From heating up meat pies to becoming a volunteer manager is all in a day’s work for Gerri Bobbin.
Gerri began volunteering in 2005 on her day off. She was one of only a handful of mums volunteering in the tuckshop at her daughter’s primary school.
This led to reading in class, helping with Mothers Day and Fathers Day activities, Christmas fundraisers, sports days and more.
She became a committee member and was then voted in as the treasurer at a theatre group she was part of. Gerri then joined the Happy Feat family and a few years later was asked to take on the role of Volunteer Manager.
“Happy Feat provides around 41 local adults, all who have differing abilities a place to dance, have fun and socialise every week,” she said.
“It is a lot more than dancing, it’s a place to learn social engagement, teamwork and self worth.
“The Townsville community have embraced Happy Feat as their own. They are constantly being requested to attend a varying array of functions as performers or even as special guests.”
“Happy Feat gives so many opportunities to 41 people that they would never normally get to experience. They get to shine and to show their amazing abilities. Our team of carefully chosen volunteers demonstrate this with their love and nurturing to allow this to happen.”
Gerri said the benefits she has gained from volunteering include experience in the workplace, learning new skills, building self-confidence and self-esteem, improving mental health and well-being, giving back to the community and finding purpose through meaningful activity.
“Becoming a part of the Happy Feat family has started a whole new chapter in my life.”
“Our Happy Featers teach me so much more than I could have ever imagined.
“Their acceptance, inclusiveness, empathy and honesty is infectious.
“I have made life long friendships with some of the most amazing human beings who give of their valuable time freely and consistently so that they can make a huge difference to others.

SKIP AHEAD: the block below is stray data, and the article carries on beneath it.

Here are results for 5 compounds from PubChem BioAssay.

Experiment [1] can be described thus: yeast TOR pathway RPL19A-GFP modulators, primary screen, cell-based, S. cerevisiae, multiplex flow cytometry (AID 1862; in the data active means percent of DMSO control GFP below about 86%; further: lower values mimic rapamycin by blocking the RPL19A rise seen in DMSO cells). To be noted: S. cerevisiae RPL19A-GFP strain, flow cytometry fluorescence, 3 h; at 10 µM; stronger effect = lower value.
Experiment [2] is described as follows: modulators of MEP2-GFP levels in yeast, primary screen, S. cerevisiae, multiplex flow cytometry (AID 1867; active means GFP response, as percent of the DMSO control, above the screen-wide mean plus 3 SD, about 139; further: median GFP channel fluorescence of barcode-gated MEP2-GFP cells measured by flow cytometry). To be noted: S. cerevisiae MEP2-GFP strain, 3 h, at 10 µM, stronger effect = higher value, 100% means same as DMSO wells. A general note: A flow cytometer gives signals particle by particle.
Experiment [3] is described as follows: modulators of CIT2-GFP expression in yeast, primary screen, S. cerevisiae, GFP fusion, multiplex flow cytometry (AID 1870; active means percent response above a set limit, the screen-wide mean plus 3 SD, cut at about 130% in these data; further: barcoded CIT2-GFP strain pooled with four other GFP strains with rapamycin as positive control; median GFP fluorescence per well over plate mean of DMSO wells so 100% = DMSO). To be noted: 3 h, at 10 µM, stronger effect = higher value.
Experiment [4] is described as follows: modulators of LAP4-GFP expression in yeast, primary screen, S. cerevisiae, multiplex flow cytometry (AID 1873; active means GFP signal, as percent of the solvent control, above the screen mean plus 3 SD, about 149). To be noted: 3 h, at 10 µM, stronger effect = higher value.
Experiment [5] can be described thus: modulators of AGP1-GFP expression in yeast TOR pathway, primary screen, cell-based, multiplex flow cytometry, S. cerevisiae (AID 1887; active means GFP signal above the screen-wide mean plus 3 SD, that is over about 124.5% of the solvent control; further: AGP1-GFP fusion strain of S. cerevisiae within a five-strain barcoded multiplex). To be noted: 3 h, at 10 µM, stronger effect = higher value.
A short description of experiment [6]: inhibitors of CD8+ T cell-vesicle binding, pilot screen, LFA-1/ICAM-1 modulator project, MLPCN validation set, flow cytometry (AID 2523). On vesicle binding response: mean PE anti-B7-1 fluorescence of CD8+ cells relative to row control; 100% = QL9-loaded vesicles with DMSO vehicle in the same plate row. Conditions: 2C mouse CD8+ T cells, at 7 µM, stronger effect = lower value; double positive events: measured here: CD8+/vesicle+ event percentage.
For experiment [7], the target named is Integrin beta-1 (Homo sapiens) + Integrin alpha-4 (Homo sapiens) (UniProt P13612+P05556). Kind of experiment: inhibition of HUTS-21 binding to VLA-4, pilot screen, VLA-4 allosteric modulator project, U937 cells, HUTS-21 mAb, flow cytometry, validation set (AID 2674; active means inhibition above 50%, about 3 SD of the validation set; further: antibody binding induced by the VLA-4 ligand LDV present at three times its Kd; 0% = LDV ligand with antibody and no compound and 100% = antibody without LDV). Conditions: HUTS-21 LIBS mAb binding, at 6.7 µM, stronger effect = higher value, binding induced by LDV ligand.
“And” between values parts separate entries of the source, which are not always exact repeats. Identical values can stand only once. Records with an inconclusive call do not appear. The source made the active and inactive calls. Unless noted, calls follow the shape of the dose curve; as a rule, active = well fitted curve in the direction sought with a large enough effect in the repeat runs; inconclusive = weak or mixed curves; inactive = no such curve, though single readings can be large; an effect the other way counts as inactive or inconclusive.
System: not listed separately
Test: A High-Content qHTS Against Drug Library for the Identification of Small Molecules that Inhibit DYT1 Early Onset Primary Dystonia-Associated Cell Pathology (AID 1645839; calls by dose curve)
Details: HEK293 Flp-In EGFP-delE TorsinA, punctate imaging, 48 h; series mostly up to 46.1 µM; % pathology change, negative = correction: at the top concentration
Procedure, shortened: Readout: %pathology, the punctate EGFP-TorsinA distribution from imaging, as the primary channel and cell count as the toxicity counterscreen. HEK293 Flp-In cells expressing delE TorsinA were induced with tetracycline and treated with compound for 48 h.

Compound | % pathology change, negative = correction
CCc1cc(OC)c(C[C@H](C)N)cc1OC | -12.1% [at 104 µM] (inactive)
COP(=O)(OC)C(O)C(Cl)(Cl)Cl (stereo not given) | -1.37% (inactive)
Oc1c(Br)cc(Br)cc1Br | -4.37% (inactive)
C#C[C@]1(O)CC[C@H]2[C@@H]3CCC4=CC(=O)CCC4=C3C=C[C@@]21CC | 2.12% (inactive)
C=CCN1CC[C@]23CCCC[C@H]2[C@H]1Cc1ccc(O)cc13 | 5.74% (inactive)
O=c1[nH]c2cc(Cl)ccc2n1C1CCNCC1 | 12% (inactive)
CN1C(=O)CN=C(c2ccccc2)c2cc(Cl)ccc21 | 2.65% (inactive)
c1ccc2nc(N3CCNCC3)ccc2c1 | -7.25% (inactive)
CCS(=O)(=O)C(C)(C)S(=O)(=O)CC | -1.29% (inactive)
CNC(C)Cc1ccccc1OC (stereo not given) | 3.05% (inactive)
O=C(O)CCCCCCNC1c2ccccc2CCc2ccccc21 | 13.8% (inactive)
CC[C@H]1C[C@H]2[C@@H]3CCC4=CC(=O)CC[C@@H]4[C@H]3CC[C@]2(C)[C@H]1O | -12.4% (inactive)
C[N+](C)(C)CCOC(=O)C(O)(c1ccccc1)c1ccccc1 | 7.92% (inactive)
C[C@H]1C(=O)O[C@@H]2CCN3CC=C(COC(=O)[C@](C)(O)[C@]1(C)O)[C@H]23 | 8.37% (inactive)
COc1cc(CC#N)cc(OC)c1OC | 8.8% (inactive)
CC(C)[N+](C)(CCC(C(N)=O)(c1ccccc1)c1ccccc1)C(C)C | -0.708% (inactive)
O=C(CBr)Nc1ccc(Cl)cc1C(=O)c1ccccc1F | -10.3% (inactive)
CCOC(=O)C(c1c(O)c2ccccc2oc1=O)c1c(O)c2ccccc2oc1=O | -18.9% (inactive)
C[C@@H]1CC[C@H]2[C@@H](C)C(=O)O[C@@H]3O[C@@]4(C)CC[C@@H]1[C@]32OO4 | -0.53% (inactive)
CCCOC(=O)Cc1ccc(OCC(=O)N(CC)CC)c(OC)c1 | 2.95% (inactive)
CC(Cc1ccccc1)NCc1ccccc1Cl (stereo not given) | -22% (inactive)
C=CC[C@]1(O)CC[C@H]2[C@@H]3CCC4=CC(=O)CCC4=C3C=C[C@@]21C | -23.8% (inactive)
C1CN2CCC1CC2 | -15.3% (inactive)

“Wednesday night is definitely the best night of the week.”
She helps parents borrow toys for their children – Elmo and Raggedy Ann may be included.
Sue Gardner was a deserving nominee for The Heart of Volunteering Award in the 2019 NQ Volunteer of the Year Awards.
Sue said she first started volunteering in 2015 after her husband passed away.
“It was not long after I retired from teaching so I needed to keep busy,” she said.
“My daughter showed me information about the Pyjama Foundation which seemed to fit with my teaching experience.”
“I mentor a cherub for one hour once per week and also look after the resource room. I am still with the Pyjama Foundation and I volunteer at the Townsville Toy Library.”
She also knits ‘knockers’ for the Townsville branch of the PJF and volunteers at the Blood Bank usually once a month. She is also Secretary of the Probus Club of Townsville Inc.
“With the PJF I am helping foster children experience success at school, at the Toy Library I help families borrow toys for their children I knit knockers to support women who have mastectomies and at the Probus Club we help seniors socialise,” she said
At each organisation, Sue feels a valuable part of the team.
“In each organisation I meet people who have the same values as me and they make me feel I am doing something worthwhile for the community,” she said.
“I am helping others and helping make the local community a better place to live.”
Being nominated and celebrating with the other amazing people also nominated for awards at the inaugural North Queensland Volunteer of the Year Awards was a highlight, Sue said.
The Pyjama Foundation named her an “Angel” of the year in 2018.
Volunteering has helped her grow as a person, she said.
“You wonder when you retire how to fill the days but by volunteering life becomes busy but in a good way.”
She is an outstanding dancer and an outstanding volunteer. Oh, and she was awarded a State award for her work.
Rhiannon Hall was awarded The Volunteer Impact Award at the 2019 NQ Volunteer of the Year Awards.
Rhiannon said she had always been passionate about dancing and saw a perfect opportunity to give back to her community when a friend started a dance group for people with special needs, Happy Feat.